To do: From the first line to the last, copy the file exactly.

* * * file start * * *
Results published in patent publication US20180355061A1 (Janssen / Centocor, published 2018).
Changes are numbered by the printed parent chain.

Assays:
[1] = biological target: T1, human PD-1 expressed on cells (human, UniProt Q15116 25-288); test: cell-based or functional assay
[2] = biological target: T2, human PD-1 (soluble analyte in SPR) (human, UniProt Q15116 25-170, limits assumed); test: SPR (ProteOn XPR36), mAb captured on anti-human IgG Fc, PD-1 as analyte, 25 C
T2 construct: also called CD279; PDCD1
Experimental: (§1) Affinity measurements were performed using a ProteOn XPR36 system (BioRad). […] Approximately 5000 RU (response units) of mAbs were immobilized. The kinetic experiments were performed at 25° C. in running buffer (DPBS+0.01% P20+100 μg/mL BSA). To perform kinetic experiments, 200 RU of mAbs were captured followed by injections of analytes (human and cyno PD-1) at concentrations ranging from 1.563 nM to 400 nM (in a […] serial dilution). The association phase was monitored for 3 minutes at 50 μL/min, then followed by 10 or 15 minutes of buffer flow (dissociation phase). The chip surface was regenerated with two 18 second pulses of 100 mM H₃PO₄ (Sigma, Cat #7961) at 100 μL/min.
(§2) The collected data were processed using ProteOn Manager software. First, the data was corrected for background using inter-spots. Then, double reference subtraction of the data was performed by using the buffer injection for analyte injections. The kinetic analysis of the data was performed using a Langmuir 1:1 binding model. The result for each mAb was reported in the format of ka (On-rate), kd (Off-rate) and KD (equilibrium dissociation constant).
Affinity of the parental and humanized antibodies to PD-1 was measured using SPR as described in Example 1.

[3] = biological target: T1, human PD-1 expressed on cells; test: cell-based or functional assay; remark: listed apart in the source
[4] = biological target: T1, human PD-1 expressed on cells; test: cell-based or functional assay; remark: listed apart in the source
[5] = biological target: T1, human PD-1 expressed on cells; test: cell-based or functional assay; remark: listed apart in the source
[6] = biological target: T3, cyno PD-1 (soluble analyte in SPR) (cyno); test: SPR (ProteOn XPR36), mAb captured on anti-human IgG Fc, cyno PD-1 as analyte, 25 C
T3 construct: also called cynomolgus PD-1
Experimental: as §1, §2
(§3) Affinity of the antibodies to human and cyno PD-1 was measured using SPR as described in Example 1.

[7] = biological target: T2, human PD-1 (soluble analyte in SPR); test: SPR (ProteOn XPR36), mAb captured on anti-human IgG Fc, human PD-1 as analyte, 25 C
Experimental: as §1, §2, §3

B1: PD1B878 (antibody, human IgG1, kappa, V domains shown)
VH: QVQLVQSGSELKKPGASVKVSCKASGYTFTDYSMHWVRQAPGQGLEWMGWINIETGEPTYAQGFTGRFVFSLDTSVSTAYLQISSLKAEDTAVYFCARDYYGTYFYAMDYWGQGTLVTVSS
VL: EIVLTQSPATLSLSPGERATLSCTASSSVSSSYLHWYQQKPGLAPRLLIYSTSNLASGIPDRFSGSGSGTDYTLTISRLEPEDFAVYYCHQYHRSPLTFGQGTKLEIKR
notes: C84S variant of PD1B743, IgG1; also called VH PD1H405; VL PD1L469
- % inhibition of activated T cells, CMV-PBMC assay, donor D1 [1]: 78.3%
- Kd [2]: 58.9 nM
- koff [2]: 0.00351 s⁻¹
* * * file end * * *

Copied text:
Results published in patent publication US20180355061A1 (Janssen / Centocor, published 2018).
Changes are numbered by the printed parent chain.

Assays:
[1] = biological target: T1, human PD-1 expressed on cells (human, UniProt Q15116 25-288); test: cell-based or functional assay
[2] = biological target: T2, human PD-1 (soluble analyte in SPR) (human, UniProt Q15116 25-170, limits assumed); test: SPR (ProteOn XPR36), mAb captured on anti-human IgG Fc, PD-1 as analyte, 25 C
T2 construct: also called CD279; PDCD1
Experimental: (§1) Affinity measurements were performed using a ProteOn XPR36 system (BioRad). […] Approximately 5000 RU (response units) of mAbs were immobilized. The kinetic experiments were performed at 25° C. in running buffer (DPBS+0.01% P20+100 μg/mL BSA). To perform kinetic experiments, 200 RU of mAbs were captured followed by injections of analytes (human and cyno PD-1) at concentrations ranging from 1.563 nM to 400 nM (in a […] serial dilution). The association phase was monitored for 3 minutes at 50 μL/min, then followed by 10 or 15 minutes of buffer flow (dissociation phase). The chip surface was regenerated with two 18 second pulses of 100 mM H₃PO₄ (Sigma, Cat #7961) at 100 μL/min.
(§2) The collected data were processed using ProteOn Manager software. First, the data was corrected for background using inter-spots. Then, double reference subtraction of the data was performed by using the buffer injection for analyte injections. The kinetic analysis of the data was performed using a Langmuir 1:1 binding model. The result for each mAb was reported in the format of ka (On-rate), kd (Off-rate) and KD (equilibrium dissociation constant).
Affinity of the parental and humanized antibodies to PD-1 was measured using SPR as described in Example 1.

[3] = biological target: T1, human PD-1 expressed on cells; test: cell-based or functional assay; remark: listed apart in the source
[4] = biological target: T1, human PD-1 expressed on cells; test: cell-based or functional assay; remark: listed apart in the source
[5] = biological target: T1, human PD-1 expressed on cells; test: cell-based or functional assay; remark: listed apart in the source
[6] = biological target: T3, cyno PD-1 (soluble analyte in SPR) (cyno); test: SPR (ProteOn XPR36), mAb captured on anti-human IgG Fc, cyno PD-1 as analyte, 25 C
T3 construct: also called cynomolgus PD-1
Experimental: as §1, §2
(§3) Affinity of the antibodies to human and cyno PD-1 was measured using SPR as described in Example 1.

[7] = biological target: T2, human PD-1 (soluble analyte in SPR); test: SPR (ProteOn XPR36), mAb captured on anti-human IgG Fc, human PD-1 as analyte, 25 C
Experimental: as §1, §2, §3

B1: PD1B878 (antibody, human IgG1, kappa, V domains shown)
VH: QVQLVQSGSELKKPGASVKVSCKASGYTFTDYSMHWVRQAPGQGLEWMGWINIETGEPTYAQGFTGRFVFSLDTSVSTAYLQISSLKAEDTAVYFCARDYYGTYFYAMDYWGQGTLVTVSS
VL: EIVLTQSPATLSLSPGERATLSCTASSSVSSSYLHWYQQKPGLAPRLLIYSTSNLASGIPDRFSGSGSGTDYTLTISRLEPEDFAVYYCHQYHRSPLTFGQGTKLEIKR
notes: C84S variant of PD1B743, IgG1; also called VH PD1H405; VL PD1L469
- % inhibition of activated T cells, CMV-PBMC assay, donor D1 [1]: 78.3%
- Kd [2]: 58.9 nM
- koff [2]: 0.00351 s⁻¹